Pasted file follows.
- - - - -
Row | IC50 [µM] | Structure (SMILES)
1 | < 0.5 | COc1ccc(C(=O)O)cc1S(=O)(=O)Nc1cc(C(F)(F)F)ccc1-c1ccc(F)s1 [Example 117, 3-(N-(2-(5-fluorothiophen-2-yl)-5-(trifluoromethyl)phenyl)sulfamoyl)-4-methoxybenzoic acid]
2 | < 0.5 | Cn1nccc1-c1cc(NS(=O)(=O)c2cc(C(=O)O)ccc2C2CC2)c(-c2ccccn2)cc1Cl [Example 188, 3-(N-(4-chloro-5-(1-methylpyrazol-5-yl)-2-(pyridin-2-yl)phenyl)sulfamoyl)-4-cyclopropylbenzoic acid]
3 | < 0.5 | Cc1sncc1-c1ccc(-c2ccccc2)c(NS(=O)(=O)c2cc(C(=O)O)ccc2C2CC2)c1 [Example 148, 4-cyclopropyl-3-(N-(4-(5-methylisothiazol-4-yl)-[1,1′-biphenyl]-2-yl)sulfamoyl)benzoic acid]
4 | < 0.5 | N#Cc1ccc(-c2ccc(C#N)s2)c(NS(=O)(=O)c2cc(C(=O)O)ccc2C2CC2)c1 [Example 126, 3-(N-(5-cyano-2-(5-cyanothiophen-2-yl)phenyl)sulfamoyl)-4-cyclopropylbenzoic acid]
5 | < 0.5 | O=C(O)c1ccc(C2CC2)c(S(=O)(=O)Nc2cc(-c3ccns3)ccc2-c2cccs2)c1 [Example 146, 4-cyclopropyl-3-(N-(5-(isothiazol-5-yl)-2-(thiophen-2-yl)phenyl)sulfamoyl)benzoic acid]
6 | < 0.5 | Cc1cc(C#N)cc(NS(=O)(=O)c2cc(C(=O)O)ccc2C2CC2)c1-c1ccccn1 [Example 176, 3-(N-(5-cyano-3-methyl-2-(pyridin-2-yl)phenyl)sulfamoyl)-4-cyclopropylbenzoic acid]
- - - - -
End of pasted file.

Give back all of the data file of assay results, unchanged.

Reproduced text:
Row | IC50 [µM] | Structure (SMILES)
1 | < 0.5 | COc1ccc(C(=O)O)cc1S(=O)(=O)Nc1cc(C(F)(F)F)ccc1-c1ccc(F)s1 [Example 117, 3-(N-(2-(5-fluorothiophen-2-yl)-5-(trifluoromethyl)phenyl)sulfamoyl)-4-methoxybenzoic acid]
2 | < 0.5 | Cn1nccc1-c1cc(NS(=O)(=O)c2cc(C(=O)O)ccc2C2CC2)c(-c2ccccn2)cc1Cl [Example 188, 3-(N-(4-chloro-5-(1-methylpyrazol-5-yl)-2-(pyridin-2-yl)phenyl)sulfamoyl)-4-cyclopropylbenzoic acid]
3 | < 0.5 | Cc1sncc1-c1ccc(-c2ccccc2)c(NS(=O)(=O)c2cc(C(=O)O)ccc2C2CC2)c1 [Example 148, 4-cyclopropyl-3-(N-(4-(5-methylisothiazol-4-yl)-[1,1′-biphenyl]-2-yl)sulfamoyl)benzoic acid]
4 | < 0.5 | N#Cc1ccc(-c2ccc(C#N)s2)c(NS(=O)(=O)c2cc(C(=O)O)ccc2C2CC2)c1 [Example 126, 3-(N-(5-cyano-2-(5-cyanothiophen-2-yl)phenyl)sulfamoyl)-4-cyclopropylbenzoic acid]
5 | < 0.5 | O=C(O)c1ccc(C2CC2)c(S(=O)(=O)Nc2cc(-c3ccns3)ccc2-c2cccs2)c1 [Example 146, 4-cyclopropyl-3-(N-(5-(isothiazol-5-yl)-2-(thiophen-2-yl)phenyl)sulfamoyl)benzoic acid]
6 | < 0.5 | Cc1cc(C#N)cc(NS(=O)(=O)c2cc(C(=O)O)ccc2C2CC2)c1-c1ccccn1 [Example 176, 3-(N-(5-cyano-3-methyl-2-(pyridin-2-yl)phenyl)sulfamoyl)-4-cyclopropylbenzoic acid]